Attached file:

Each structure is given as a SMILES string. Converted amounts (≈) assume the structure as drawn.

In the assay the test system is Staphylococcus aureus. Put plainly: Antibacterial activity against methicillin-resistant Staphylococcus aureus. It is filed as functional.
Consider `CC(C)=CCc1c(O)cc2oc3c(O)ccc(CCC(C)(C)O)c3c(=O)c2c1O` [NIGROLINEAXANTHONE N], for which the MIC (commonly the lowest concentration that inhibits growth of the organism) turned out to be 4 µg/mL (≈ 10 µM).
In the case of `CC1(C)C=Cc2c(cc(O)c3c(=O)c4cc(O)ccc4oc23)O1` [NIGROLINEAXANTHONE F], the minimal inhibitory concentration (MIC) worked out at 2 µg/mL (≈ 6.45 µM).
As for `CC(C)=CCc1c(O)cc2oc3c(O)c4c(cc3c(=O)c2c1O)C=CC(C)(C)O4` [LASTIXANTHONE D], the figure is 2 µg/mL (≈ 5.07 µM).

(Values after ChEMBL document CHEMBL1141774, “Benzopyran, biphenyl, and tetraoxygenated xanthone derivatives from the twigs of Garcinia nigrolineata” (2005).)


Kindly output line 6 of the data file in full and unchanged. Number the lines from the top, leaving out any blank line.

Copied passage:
(Values after ChEMBL document CHEMBL1141774, “Benzopyran, biphenyl, and tetraoxygenated xanthone derivatives from the twigs of Garcinia nigrolineata” (2005).)